How to Create a Marketing Message for your Professional Services
- October 27, 2018
- Posted by: Nkem Mpamah
- Category: Marketing Strategy
Many professional service businesses struggle for not having a compelling marketing message that demands interest and attention from prospective clients. Think about accounting, financial planning, or management consulting; the biggest challenge is getting people to understand what they have on offer.
People relate more to house painters, website designers, or tailors because, although they offer services, their services are tangible; easy to see, and understand. It is a different kettle of fish with coaching, marketing, or funds management. People hardly know what you do until you communicate to them in a simple, clear, and compelling message. Ask ten of your friends, and you might be surprised about what they think you do. Understanding why professional services are hard to market can help you to overcome your challenges with marketing your business.
The foundation for creating a compelling marketing message
The success of your professional service hinges on a few simple business strategies. One of such strategies is finding your target or ideal clients. Whereas this is simple, it is the hardest for many entrepreneurs and small business owners. Finding an ideal client for a professional service comes with the responsibility of building a sustainable trust relationship. In essence, doing so requires developing and constantly communicating your value propositions with clarity.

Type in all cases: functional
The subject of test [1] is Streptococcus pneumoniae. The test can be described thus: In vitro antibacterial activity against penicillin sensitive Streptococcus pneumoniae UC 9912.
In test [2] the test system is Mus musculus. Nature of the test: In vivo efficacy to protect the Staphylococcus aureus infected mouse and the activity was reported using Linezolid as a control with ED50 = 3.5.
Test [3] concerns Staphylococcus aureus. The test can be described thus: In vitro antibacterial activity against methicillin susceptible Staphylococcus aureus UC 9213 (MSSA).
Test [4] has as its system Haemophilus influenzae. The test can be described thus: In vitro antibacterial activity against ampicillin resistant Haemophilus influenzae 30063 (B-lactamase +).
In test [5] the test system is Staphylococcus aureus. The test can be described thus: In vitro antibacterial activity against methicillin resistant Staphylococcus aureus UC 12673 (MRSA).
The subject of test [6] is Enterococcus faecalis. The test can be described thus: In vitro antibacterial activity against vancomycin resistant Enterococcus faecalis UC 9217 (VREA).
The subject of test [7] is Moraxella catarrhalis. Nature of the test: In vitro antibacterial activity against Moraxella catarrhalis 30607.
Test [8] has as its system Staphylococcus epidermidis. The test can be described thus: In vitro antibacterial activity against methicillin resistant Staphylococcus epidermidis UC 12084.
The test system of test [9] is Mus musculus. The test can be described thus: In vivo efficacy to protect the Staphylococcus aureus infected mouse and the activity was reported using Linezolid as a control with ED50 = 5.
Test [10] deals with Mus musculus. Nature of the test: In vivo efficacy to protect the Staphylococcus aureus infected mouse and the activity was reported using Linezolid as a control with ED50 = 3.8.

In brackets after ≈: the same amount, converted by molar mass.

A compelling marketing message need not only attract prospective clients’ interest and attention, but it also needs to translate such prospects into repeat customers. Creating such a message requires the following…
1. Know your ideal customers
The first step toward creating a compelling marketing message is identifying your ideal customers. This process is also known as ‘customer segmentation’ and requires some deep thinking.
To do so, get a notebook, or open a Microsoft Word document on your computer. Write the description of the people you want to work with as client. Here are some guidelines to consider.
First of all, ask yourself…
|1. Who are my ideal clients? |
Your ideal clients may include, medical doctors, Apps developers, travelers, website designers, accountants, small business owners, architects, poultry farmers, CEOs, etc.
2. Where do my ideal clients work?
Describe the industry or sector, where your ideal clients work. For example, hospital, technology, banking, insurance, retail, manufacturing, logistics, public sector, etc.
3. What are my ideal clients trying to do?
Let us assume they are trying to improve their leadership capabilities, make more sales, grow their profits, open new markets, develop new products, start new businesses, manage teams effectively, communicate effectively, save money, avoid risk, train their children, etc.
4. What results do my ideal clients seek?
The question is about the results or outcomes that your ideal customers seek. You can figure that out by taking a closer look at “What they are trying to do” in question 3 above. We can say, for example, they are seeking to: improve performance, increase sales, grow profit, or manage teams effectively, etc.
Completing the above questions leads to creating an ideal client’s profile. With a clients’ profile in place, you can easily construct an ideal clients’ statement. Using
“My ideal clients are medical doctors in hospitals, who are struggling with leading their teams effectively.”
2. Clarify your value propositions
A value proposition describes the outcomes or ‘values’ that customers receive from using your products or services. Value propositions focus on creating satisfaction for the customer by resolving their needs or problems. In other words, value propositions are neither about you nor your business. Often, it is about customers whose needs and problems your product or service resolves. Successful marketing implementation, therefore, is 100 percent
Value propositions consist of three key parts; product features, gain creators, and pain killers. Let me explain…